I can’t see the water what with the thousands of costumed men, women and children wearing neckties and straw hats, feathers and fringes, suspenders and knickers, like time-travelers from the flapper era. “Our outfits are definitely 1920s-inspired,” says Isabel Odean of the cream-colored dresses, pearl necklaces and green shoes that she and her sister, Naomi, are wearing. 

The party field boasts a dance floor and a music stage and is bordered by sycamores that send mottled sunlight onto the crowd of people lounging, eating and drinking on blankets laid out edge-to-edge on the grass. “We’re so close to Manhattan, but this transports you back to another time,” says Amanda Victoria, national ambassador for St­-Germain, the event’s liquor sponsor. 

Now I’m in front of Blazing Saddles, the rental outfit for bicycles, helmets and blue four-wheeled surreys with a yellow fringe on top. In the distance, Freedom Tower rises to infinity, and from here, the water looks ocher. The water, I think, is the island’s main attraction, visible nearly everywhere you go, and changing color from different angles and at different times of day.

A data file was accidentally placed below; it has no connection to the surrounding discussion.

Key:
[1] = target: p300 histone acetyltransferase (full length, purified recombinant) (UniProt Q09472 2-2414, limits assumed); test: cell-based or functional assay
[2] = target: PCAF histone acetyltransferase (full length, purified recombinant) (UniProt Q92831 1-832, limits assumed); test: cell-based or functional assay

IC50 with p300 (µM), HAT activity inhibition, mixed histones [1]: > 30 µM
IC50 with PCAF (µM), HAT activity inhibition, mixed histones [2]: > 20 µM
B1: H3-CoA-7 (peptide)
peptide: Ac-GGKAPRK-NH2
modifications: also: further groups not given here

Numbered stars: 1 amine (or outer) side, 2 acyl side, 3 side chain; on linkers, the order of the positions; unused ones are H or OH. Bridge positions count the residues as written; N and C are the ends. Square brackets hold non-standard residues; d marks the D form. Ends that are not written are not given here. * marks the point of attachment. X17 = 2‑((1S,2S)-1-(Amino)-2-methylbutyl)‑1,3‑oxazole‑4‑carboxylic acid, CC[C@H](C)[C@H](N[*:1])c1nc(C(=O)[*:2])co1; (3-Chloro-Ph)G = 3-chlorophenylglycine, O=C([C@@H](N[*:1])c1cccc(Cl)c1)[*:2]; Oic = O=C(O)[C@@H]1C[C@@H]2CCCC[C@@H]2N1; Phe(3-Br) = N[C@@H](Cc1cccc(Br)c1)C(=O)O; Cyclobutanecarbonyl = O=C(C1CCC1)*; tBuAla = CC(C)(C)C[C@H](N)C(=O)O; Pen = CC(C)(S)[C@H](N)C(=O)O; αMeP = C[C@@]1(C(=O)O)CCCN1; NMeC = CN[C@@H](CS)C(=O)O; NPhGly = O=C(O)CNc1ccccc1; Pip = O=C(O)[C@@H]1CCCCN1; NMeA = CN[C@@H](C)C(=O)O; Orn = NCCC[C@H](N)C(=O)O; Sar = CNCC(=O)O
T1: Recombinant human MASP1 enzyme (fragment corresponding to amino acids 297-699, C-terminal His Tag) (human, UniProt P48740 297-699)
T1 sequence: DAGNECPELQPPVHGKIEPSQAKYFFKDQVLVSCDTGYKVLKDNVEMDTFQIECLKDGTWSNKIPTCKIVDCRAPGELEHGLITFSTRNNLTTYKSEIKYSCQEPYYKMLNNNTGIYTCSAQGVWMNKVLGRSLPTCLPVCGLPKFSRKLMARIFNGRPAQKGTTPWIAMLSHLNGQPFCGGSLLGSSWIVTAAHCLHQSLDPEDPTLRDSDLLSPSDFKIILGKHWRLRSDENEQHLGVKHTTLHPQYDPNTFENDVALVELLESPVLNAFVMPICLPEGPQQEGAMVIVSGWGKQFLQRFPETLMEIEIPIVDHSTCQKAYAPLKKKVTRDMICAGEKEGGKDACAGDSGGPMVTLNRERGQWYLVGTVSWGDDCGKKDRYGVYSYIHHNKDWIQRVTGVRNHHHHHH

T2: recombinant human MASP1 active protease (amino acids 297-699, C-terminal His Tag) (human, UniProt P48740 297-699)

I amble along the Great Promenade, an ordinary path now but on the drawing board for redesign as a 2.2-mile walk- and bikeway encircling the entire island. Mallards are swimming near the shore’s rocks, and a family is playing bocce on the grass. Fading sunlight lands like diamonds splattered across the now slate-colored water. 

I board the 7 o’clock ferry, and with a horn blast, we push off.

From the Manhattan shore a billboard blares, “There’s more to New York than  
. . .
.” I finish the sentence in my head. “Than Times Square and the Empire State Building.”

There certainly is, I think. There certainly is.

Hoffer is a freelance writer in Washington.